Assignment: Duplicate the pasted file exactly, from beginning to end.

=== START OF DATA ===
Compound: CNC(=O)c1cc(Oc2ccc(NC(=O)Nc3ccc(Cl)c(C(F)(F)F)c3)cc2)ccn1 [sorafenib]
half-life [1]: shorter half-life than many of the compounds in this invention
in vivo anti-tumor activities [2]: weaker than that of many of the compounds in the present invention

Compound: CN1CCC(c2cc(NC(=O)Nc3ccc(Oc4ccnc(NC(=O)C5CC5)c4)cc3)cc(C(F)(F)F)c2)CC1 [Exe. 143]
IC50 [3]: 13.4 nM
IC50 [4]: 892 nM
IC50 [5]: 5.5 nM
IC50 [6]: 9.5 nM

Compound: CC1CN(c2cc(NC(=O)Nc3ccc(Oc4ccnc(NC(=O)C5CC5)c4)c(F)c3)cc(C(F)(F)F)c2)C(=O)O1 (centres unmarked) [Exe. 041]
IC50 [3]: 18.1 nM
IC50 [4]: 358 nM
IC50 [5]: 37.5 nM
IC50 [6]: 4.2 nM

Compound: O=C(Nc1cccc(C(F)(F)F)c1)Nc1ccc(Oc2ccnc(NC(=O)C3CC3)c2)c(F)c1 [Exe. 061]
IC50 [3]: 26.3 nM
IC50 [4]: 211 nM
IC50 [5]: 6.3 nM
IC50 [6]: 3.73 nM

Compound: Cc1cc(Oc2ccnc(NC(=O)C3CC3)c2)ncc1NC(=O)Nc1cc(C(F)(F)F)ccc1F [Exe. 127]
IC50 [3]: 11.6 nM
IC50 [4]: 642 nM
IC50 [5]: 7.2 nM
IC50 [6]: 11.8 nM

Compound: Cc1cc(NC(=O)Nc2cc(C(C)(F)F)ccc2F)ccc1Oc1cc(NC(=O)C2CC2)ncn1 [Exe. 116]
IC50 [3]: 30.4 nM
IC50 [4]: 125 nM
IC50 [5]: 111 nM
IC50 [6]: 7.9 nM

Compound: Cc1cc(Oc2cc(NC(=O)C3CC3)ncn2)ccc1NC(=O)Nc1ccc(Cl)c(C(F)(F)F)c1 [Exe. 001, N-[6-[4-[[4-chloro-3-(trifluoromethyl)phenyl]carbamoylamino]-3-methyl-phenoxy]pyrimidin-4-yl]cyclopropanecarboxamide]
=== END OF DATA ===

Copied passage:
Compound: CNC(=O)c1cc(Oc2ccc(NC(=O)Nc3ccc(Cl)c(C(F)(F)F)c3)cc2)ccn1 [sorafenib]
half-life [1]: shorter half-life than many of the compounds in this invention
in vivo anti-tumor activities [2]: weaker than that of many of the compounds in the present invention

Compound: CN1CCC(c2cc(NC(=O)Nc3ccc(Oc4ccnc(NC(=O)C5CC5)c4)cc3)cc(C(F)(F)F)c2)CC1 [Exe. 143]
IC50 [3]: 13.4 nM
IC50 [4]: 892 nM
IC50 [5]: 5.5 nM
IC50 [6]: 9.5 nM

Compound: CC1CN(c2cc(NC(=O)Nc3ccc(Oc4ccnc(NC(=O)C5CC5)c4)c(F)c3)cc(C(F)(F)F)c2)C(=O)O1 (centres unmarked) [Exe. 041]
IC50 [3]: 18.1 nM
IC50 [4]: 358 nM
IC50 [5]: 37.5 nM
IC50 [6]: 4.2 nM

Compound: O=C(Nc1cccc(C(F)(F)F)c1)Nc1ccc(Oc2ccnc(NC(=O)C3CC3)c2)c(F)c1 [Exe. 061]
IC50 [3]: 26.3 nM
IC50 [4]: 211 nM
IC50 [5]: 6.3 nM
IC50 [6]: 3.73 nM

Compound: Cc1cc(Oc2ccnc(NC(=O)C3CC3)c2)ncc1NC(=O)Nc1cc(C(F)(F)F)ccc1F [Exe. 127]
IC50 [3]: 11.6 nM
IC50 [4]: 642 nM
IC50 [5]: 7.2 nM
IC50 [6]: 11.8 nM

Compound: Cc1cc(NC(=O)Nc2cc(C(C)(F)F)ccc2F)ccc1Oc1cc(NC(=O)C2CC2)ncn1 [Exe. 116]
IC50 [3]: 30.4 nM
IC50 [4]: 125 nM
IC50 [5]: 111 nM
IC50 [6]: 7.9 nM

Compound: Cc1cc(Oc2cc(NC(=O)C3CC3)ncn2)ccc1NC(=O)Nc1ccc(Cl)c(C(F)(F)F)c1 [Exe. 001, N-[6-[4-[[4-chloro-3-(trifluoromethyl)phenyl]carbamoylamino]-3-methyl-phenoxy]pyrimidin-4-yl]cyclopropanecarboxamide]